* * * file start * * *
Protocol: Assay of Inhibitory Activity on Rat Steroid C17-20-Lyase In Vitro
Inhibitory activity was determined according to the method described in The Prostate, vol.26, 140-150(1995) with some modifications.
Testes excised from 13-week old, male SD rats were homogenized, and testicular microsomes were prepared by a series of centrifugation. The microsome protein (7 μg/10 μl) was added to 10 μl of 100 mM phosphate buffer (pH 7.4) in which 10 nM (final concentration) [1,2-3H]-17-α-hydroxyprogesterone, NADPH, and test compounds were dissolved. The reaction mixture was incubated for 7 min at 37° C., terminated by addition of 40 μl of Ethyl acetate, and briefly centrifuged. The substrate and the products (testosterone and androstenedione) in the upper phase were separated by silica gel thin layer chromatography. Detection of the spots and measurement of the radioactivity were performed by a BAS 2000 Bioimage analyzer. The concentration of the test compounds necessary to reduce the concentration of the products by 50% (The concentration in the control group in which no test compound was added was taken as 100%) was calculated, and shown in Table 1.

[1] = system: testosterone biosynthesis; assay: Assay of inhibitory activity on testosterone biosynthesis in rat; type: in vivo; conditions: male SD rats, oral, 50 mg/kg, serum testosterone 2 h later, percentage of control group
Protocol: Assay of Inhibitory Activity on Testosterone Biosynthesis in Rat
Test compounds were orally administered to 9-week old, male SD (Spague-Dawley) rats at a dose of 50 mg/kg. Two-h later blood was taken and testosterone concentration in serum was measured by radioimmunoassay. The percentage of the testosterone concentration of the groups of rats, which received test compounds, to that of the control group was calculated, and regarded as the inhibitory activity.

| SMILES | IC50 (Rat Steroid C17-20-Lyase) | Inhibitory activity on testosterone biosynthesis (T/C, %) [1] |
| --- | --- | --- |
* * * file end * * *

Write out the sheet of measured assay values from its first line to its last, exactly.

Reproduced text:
Protocol: Assay of Inhibitory Activity on Rat Steroid C17-20-Lyase In Vitro
Inhibitory activity was determined according to the method described in The Prostate, vol.26, 140-150(1995) with some modifications.
Testes excised from 13-week old, male SD rats were homogenized, and testicular microsomes were prepared by a series of centrifugation. The microsome protein (7 μg/10 μl) was added to 10 μl of 100 mM phosphate buffer (pH 7.4) in which 10 nM (final concentration) [1,2-3H]-17-α-hydroxyprogesterone, NADPH, and test compounds were dissolved. The reaction mixture was incubated for 7 min at 37° C., terminated by addition of 40 μl of Ethyl acetate, and briefly centrifuged. The substrate and the products (testosterone and androstenedione) in the upper phase were separated by silica gel thin layer chromatography. Detection of the spots and measurement of the radioactivity were performed by a BAS 2000 Bioimage analyzer. The concentration of the test compounds necessary to reduce the concentration of the products by 50% (The concentration in the control group in which no test compound was added was taken as 100%) was calculated, and shown in Table 1.

[1] = system: testosterone biosynthesis; assay: Assay of inhibitory activity on testosterone biosynthesis in rat; type: in vivo; conditions: male SD rats, oral, 50 mg/kg, serum testosterone 2 h later, percentage of control group
Protocol: Assay of Inhibitory Activity on Testosterone Biosynthesis in Rat
Test compounds were orally administered to 9-week old, male SD (Spague-Dawley) rats at a dose of 50 mg/kg. Two-h later blood was taken and testosterone concentration in serum was measured by radioimmunoassay. The percentage of the testosterone concentration of the groups of rats, which received test compounds, to that of the control group was calculated, and regarded as the inhibitory activity.

| SMILES | IC50 (Rat Steroid C17-20-Lyase) | Inhibitory activity on testosterone biosynthesis (T/C, %) [1] |
| --- | --- | --- |